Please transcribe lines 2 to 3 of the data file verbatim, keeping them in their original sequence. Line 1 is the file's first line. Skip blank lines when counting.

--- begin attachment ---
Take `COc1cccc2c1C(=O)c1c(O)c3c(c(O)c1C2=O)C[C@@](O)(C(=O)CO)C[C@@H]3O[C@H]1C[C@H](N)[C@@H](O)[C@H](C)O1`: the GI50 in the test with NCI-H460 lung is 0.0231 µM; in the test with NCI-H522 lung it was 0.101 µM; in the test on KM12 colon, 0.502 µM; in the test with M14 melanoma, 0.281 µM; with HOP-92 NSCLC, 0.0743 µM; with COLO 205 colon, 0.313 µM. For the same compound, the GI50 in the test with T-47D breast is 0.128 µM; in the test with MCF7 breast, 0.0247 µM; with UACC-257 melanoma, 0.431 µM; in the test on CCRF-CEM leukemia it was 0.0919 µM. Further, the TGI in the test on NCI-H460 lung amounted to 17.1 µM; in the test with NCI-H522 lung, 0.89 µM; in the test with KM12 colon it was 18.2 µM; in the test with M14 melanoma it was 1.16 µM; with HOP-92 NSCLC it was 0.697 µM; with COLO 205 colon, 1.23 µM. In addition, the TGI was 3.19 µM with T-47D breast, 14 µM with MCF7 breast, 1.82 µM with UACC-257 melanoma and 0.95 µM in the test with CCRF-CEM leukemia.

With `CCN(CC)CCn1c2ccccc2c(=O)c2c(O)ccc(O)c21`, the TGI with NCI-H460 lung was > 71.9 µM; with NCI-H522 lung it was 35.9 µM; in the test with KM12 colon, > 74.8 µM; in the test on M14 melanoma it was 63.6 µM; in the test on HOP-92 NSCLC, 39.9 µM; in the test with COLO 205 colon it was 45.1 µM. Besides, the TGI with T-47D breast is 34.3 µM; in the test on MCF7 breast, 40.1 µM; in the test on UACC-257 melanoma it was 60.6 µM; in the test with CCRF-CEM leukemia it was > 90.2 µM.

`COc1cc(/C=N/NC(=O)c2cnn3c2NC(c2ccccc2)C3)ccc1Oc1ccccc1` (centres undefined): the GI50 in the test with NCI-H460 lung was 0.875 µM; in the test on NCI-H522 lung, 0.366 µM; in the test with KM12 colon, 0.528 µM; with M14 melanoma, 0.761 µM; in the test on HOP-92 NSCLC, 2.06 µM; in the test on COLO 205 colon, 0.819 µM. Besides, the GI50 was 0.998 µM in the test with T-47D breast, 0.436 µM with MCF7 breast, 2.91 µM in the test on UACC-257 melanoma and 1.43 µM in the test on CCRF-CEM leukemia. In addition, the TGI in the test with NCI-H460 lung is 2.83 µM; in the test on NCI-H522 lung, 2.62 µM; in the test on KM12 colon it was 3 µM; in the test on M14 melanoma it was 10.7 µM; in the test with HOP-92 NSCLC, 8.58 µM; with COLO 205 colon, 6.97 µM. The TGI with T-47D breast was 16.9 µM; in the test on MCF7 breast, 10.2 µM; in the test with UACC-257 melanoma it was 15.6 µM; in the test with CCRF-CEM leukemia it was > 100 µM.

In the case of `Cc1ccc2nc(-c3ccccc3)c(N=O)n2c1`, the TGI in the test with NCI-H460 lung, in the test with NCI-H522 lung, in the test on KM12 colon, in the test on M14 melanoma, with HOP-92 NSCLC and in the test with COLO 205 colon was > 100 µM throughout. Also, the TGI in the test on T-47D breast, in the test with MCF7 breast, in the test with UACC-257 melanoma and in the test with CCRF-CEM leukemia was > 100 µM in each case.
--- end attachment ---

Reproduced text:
With `CCN(CC)CCn1c2ccccc2c(=O)c2c(O)ccc(O)c21`, the TGI with NCI-H460 lung was > 71.9 µM; with NCI-H522 lung it was 35.9 µM; in the test with KM12 colon, > 74.8 µM; in the test on M14 melanoma it was 63.6 µM; in the test on HOP-92 NSCLC, 39.9 µM; in the test with COLO 205 colon it was 45.1 µM. Besides, the TGI with T-47D breast is 34.3 µM; in the test on MCF7 breast, 40.1 µM; in the test on UACC-257 melanoma it was 60.6 µM; in the test with CCRF-CEM leukemia it was > 90.2 µM.

`COc1cc(/C=N/NC(=O)c2cnn3c2NC(c2ccccc2)C3)ccc1Oc1ccccc1` (centres undefined): the GI50 in the test with NCI-H460 lung was 0.875 µM; in the test on NCI-H522 lung, 0.366 µM; in the test with KM12 colon, 0.528 µM; with M14 melanoma, 0.761 µM; in the test on HOP-92 NSCLC, 2.06 µM; in the test on COLO 205 colon, 0.819 µM. Besides, the GI50 was 0.998 µM in the test with T-47D breast, 0.436 µM with MCF7 breast, 2.91 µM in the test on UACC-257 melanoma and 1.43 µM in the test on CCRF-CEM leukemia. In addition, the TGI in the test with NCI-H460 lung is 2.83 µM; in the test on NCI-H522 lung, 2.62 µM; in the test on KM12 colon it was 3 µM; in the test on M14 melanoma it was 10.7 µM; in the test with HOP-92 NSCLC, 8.58 µM; with COLO 205 colon, 6.97 µM. The TGI with T-47D breast was 16.9 µM; in the test on MCF7 breast, 10.2 µM; in the test with UACC-257 melanoma it was 15.6 µM; in the test with CCRF-CEM leukemia it was > 100 µM.